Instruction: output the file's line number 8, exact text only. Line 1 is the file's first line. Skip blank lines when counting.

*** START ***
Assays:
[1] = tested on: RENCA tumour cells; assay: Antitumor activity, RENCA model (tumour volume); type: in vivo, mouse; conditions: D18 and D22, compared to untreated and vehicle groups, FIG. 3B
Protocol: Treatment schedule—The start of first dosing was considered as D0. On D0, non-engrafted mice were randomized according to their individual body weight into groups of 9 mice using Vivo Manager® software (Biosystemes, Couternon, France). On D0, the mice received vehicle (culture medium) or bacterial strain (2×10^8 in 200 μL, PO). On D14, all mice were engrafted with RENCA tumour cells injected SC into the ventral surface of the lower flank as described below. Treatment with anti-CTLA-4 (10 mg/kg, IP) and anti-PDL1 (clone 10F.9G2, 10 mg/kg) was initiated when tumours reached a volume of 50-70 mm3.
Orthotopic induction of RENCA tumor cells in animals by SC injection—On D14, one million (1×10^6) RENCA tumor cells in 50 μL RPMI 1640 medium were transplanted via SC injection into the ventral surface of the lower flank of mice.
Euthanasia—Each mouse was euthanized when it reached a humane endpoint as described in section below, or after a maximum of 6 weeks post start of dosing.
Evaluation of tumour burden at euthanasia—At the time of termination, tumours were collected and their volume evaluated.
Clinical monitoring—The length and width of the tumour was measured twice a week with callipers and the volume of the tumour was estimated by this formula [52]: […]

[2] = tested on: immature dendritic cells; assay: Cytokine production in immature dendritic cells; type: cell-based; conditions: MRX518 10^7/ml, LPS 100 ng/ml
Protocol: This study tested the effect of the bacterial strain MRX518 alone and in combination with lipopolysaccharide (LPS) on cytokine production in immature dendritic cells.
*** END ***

[2] = tested on: immature dendritic cells; assay: Cytokine production in immature dendritic cells; type: cell-based; conditions: MRX518 10^7/ml, LPS 100 ng/ml